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‘Black Monday’ should be quelled, says CHRC head

Keo Remy, head of the government’s Cambodian Human Rights Committee (CHRC), speaks at a press conference in Phnom Penh's Tuol Kork district last month.
Keo Remy, head of the government’s Cambodian Human Rights Committee (CHRC), speaks at a press conference in Phnom Penh's Tuol Kork district last month. Heng Chivoan

‘Black Monday’ should be quelled, says CHRC head

The head of the government’s Cambodian Human Rights Committee (CHRC) said the civil society-backed “Black Monday” campaign needs to be quelled given that it had the potential to flare up like the violent Veng Sreng Boulevard minimum wage protests in 2014.

The campaign has so far involved small, nonviolent gatherings calling for the release of rights workers jailed in a case widely criticised as politically motivated, with participants wearing black to “mourn the death of human rights in Cambodia”. Several of the gatherings have been forcibly disrupted by police, resulting in the brief detention of several attendees.

Keo Remy, who was appointed as the CHRC’s president in early May, told reporters after a lecture at the Royal University of Law and Economics that while the campaign seemed small now, there was potential for it to get bigger if the authorities didn’t “keep it quiet”.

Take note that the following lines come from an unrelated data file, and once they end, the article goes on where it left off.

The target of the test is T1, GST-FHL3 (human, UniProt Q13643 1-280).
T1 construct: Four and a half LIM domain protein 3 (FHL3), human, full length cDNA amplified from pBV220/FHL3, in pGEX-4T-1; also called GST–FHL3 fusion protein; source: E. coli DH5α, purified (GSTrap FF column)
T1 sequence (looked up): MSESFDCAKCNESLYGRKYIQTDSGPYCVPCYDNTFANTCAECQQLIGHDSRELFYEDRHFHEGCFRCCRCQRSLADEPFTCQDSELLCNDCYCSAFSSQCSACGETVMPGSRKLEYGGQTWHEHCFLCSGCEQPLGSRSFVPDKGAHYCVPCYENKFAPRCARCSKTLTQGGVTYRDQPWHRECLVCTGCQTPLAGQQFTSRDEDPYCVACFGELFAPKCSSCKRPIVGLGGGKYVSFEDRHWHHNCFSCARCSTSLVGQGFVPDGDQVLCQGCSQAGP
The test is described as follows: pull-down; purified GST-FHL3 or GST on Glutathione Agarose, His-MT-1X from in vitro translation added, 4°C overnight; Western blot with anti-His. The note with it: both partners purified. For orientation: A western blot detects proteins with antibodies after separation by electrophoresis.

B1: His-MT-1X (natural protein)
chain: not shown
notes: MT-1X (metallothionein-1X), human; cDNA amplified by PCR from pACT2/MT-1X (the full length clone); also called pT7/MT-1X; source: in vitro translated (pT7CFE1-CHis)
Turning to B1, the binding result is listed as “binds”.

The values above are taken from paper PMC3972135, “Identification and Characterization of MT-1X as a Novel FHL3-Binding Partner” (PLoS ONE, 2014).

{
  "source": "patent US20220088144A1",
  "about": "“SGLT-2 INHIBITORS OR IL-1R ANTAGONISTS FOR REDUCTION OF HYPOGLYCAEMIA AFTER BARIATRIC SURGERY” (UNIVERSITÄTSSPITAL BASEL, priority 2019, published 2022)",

“We have experienced the Veng Sreng Boulevard incident and the Naga Bridge beatings,” he said. “Therefore, we need to keep it quiet in order to avoid similar turmoil again.”

In January of 2014, with mass garment-wage protests coming to a head at Veng Sreng Boulevard, state security forces opened fire on a rioting crowd, killing five. About six months later, an opposition rally near the Naga Bridge turned violent, and several Daun Penh district security guards were viciously beaten. The beatings followed months of brutal crackdowns by the guards on nonviolent opposition gatherings.

Remy yesterday went on to take a veiled jab at the opposition – whose acting president Kem Sokha is currently holed up to avoid arrest on charges stemming from an alleged affair – saying it was the government’s role to enforce the law if there was any wrongdoing.

“There are politicians who committed wrong and there are no political prisoners,” he added.

The rights group Licadho, however, says there are currently 29 political prisoners in Cambodia.

Am Sam Ath, a senior coordinator at rights group Licadho, said the “Black Monday” campaign did not bear any resemblance to the violent examples cited by Remy.

“They [protesters] want to express their views and find justice in peaceful way.”

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